あくまで、一例ですが、Annals of Internal Medicine (IF 17)の投稿規定は以下のようになっています。
以下はAnnals of Internal Medicineからの引用です。
Report percentages to one decimal place (i.e., xx.x%) when sample size is =200.
To avoid the appearance of a level of precision that is not present with small samples, do not use decimal places (i.e., xx%, not xx.xx%) when sample size is < 200.
Use “mean (SD)” rather than “mean ± SD” notation. The ± symbol is ambiguous and can represent standard deviation or standard error.
Report confidence intervals, rather than standard errors, when possible.
For P values between 0.001 and 0.20, please report the value to the nearest thousandth. For P values greater than 0.20, please report the value to the nearest hundredth. For P values less than 0.001, report as “P<0.001.”
Use the word trend when describing a test for trend or dose-response.
Avoid the term trend when referring to P values near but not below 0.05. In such instances, simply report a difference and the confidence interval of the difference (if appropriate) with or without the P value.
Specify in the statistical analysis section the statistical software—version, manufacturer, and the specific functions, procedures, or programs—used for analyses.
When reporting findings from Cox proportional hazards models:
Do not describe hazard ratios as relative risks.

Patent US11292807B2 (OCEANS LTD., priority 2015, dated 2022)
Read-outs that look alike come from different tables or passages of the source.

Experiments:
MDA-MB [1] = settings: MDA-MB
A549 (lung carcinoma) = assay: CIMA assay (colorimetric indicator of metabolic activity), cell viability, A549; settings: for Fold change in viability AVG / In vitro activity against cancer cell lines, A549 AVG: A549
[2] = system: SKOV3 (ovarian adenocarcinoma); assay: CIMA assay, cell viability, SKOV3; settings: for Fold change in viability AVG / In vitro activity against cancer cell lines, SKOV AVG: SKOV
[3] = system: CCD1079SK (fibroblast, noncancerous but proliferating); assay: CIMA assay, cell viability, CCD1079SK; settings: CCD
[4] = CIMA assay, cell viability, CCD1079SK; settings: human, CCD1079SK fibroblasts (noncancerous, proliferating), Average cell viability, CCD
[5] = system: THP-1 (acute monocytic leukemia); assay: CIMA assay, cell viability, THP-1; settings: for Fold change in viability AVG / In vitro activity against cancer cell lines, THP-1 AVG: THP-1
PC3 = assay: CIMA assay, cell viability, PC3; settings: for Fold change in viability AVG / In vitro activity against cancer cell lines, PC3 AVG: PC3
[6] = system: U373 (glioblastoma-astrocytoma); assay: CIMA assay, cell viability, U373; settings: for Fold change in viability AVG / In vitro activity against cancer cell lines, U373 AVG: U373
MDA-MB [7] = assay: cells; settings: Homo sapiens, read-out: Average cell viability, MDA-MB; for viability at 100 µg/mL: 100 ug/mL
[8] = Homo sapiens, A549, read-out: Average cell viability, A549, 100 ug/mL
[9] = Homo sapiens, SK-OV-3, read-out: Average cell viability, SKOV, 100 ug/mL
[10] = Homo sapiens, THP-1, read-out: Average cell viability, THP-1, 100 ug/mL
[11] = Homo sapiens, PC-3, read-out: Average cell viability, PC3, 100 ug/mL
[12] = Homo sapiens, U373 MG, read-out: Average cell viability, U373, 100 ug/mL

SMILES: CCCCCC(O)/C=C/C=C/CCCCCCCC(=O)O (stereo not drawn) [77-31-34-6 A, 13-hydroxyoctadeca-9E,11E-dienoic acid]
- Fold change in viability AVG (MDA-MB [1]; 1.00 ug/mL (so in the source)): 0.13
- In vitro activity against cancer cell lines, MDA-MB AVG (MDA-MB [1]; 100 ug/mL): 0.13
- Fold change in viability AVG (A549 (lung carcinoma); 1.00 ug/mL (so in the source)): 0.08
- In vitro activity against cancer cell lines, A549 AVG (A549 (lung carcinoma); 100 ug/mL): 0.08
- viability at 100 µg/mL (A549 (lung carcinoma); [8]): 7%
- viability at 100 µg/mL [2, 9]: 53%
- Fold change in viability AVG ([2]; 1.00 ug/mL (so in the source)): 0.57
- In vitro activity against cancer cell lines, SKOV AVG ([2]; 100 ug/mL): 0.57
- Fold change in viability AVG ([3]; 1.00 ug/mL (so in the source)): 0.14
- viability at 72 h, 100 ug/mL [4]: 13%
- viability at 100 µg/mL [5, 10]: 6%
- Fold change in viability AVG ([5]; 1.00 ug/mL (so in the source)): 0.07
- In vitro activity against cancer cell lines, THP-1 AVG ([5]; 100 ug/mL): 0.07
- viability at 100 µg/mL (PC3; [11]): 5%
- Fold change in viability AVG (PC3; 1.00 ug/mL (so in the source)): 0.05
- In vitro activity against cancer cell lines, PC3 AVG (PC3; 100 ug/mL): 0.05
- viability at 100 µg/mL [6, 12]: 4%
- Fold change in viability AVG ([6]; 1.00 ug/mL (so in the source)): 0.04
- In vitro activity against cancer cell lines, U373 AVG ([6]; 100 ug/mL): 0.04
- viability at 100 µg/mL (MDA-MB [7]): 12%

Do report how the assumption of proportional hazards was tested, and what the test showed.
In tables that simply describe the characteristics of 2 or more groups (e.g., Table 1 of a clinical trial):
Report averages with standard deviations, not standard errors, when data are normally distributed.
Report median (minimum, maximum) or median (25th, 75th percentile [interquartile range, or IQR] when data are not normally distributed.
Avoid reporting P values as there can be imbalance when P values are not significant (because of small sample size) and balance when P values are significant (because of large sample size).
##Tables reporting multivariable analyses
Authors sometimes present tables that compare one by one an outcome with multiple individual factors followed by a multivariable analysis that adjusts for confounding. If confounding is present, as is often the case, the one-way comparisons are simply intermediate steps that offer little useful information for the reader. In general, omit presenting these intermediate steps in the manuscript and do not focus on them in the Results or Discussion.
When developing informative graphics, follow these simple rules of thumb:
Avoid pie charts.
Avoid simple bar plots that do not present measures of variability.
For meta-analysis forest plots, provide the raw data (numerators and denominators) in the margins.
For survival plots, provide the numbers of people at risk by group and time below the horizontal axis.